Dating has never been a forte of mine. I watched my friends in high school trying their luck with the opposite sex and it seemed like a lot of fun. It was like a game; they would plan, strategize, and execute, then deal with the unexpected challenges or unintended consequences. It was the thrill of the chase, the valiant effort, and the glorious victory (if you happened to snag your target) – the whole affair seemed addictive. Sure there were awkward moments, disappointments, and even tears, but it all seem rather harmless, and in the end and everybody would just get on with their lives.

My first date wasn’t until I was 21; the same year I left home for Canada and came out. I was keen to try out the dating game for myself, but I knew that the game would most likely be different in the gay world… and boy, was I in for a ride! I started dating in the pre-Grindr era, (or maybe Grindr existed and I just didn’t know about it) so I would nervously go to bars and clubs on my own and just see what would happen. I didn’t have many friends, let alone gay friends, at the time and so I would just put myself out there. Understand that I grew up chubby, shy, and awkward so going to bars and clubs alone to get a date was a real achievement for me. Even though I had worked on being more confident and I was no longer ‘well-fed’ as some of my dear friends would politely put it, it was still a real struggle to be comfortable with what I had to offer on a physical level and believing that guys would actually find me attractive, especially once I discovered how superficial the gay dating scene can be. I wanted to show that I’m a pretty decent guy who is fun, genuine, and caring. How to get those ‘internal’ qualities across at the bar or on a dancefloor was the issue.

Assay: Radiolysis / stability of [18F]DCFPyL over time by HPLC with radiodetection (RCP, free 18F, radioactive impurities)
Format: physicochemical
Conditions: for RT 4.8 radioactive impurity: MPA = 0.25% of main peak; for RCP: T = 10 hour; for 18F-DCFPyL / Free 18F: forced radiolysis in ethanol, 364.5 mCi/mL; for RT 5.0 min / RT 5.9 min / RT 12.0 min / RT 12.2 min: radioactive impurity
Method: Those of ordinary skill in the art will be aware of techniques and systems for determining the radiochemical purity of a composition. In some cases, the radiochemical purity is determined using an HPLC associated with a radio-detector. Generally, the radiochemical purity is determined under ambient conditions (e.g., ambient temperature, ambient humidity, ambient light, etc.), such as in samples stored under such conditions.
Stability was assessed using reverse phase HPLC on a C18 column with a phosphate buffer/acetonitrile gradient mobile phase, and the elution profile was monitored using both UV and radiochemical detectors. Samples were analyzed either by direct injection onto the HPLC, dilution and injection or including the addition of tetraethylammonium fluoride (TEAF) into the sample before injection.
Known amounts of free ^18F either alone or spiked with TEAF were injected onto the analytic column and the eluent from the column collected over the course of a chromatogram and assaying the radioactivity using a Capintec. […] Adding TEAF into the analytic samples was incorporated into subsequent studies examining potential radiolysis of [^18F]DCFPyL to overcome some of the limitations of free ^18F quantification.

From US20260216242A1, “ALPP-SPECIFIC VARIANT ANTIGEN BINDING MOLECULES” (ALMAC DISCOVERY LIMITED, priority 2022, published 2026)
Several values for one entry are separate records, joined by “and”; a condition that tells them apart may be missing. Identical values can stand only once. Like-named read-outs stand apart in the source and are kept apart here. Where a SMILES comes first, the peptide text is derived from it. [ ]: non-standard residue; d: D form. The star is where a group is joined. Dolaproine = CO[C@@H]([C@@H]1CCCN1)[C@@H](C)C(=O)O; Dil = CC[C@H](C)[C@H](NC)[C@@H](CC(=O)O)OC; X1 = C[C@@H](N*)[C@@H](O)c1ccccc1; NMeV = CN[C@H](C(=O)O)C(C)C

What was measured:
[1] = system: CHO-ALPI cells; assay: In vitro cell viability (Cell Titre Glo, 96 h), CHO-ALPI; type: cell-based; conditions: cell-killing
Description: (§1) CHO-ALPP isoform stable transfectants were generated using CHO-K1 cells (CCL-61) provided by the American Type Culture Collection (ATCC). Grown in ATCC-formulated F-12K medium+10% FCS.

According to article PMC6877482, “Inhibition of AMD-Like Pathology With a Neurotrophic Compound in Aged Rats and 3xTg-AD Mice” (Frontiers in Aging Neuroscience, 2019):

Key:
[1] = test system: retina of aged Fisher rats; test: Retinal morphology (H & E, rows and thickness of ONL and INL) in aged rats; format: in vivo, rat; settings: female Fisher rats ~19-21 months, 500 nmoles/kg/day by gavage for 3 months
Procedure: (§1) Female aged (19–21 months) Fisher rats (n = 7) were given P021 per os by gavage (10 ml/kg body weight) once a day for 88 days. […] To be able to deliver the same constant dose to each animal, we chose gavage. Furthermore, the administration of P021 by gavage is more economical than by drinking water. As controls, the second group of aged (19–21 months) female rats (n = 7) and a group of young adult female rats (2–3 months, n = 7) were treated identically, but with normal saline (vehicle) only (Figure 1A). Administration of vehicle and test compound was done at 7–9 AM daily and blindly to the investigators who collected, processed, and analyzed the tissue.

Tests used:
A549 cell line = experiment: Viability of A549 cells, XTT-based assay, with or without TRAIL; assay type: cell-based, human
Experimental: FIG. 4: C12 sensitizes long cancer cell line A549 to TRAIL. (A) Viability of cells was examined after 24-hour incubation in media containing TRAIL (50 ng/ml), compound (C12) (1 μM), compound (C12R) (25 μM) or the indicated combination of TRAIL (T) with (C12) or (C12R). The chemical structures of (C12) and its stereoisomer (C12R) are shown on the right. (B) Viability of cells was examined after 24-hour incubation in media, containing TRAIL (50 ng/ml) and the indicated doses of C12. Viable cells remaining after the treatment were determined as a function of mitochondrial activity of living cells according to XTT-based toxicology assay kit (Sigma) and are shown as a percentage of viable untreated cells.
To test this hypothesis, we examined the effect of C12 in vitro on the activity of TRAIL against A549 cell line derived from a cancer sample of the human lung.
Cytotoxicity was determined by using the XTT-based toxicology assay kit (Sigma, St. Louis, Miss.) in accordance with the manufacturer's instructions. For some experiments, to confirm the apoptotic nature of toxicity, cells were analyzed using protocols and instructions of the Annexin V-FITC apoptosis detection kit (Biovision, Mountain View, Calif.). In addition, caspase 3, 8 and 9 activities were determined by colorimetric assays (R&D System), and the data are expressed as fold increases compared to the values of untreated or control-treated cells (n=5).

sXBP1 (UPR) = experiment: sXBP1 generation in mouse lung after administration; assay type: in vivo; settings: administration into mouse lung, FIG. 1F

The more time I spent in the game, the more I realized how ruthless and discriminatory the gay dating scene is. I soon noticed various coupling patterns, specifically (older) white men with young Asian. On the flip side, I also noticed guys dismissing me because they ‘don’t do Asians’. This polarizing attitude towards gay Asian men confused me at first until I learned what the gay Asian stereotype is, and how it was sometimes encouraged by Asians themselves. Once, I had an Asian acquaintance telling me that despite looking muscly and toned, he said we should be wary of getting too bulky because the demand in the market for was for slender, less masculine, passive Asians. He would also shave his body hair religiously because the demand was for smooth and shaved. I was quite disheartened to discover, and have it reinforced, that only a specific type of men would show interest in me and if I looked a certain way. I confess, I soon got sucked into the game; I believed that I was only capable of dating specific men and that I needed to fit into the stereotype to be considered desirable. Part of this was me being a young naïve gay man, easily influenced by what I saw in the scene and part of it was caving into my loneliness. I changed my behavior and how I looked to satisfy those who would give me the attention I craved, however shallow and fleeting the admiration was.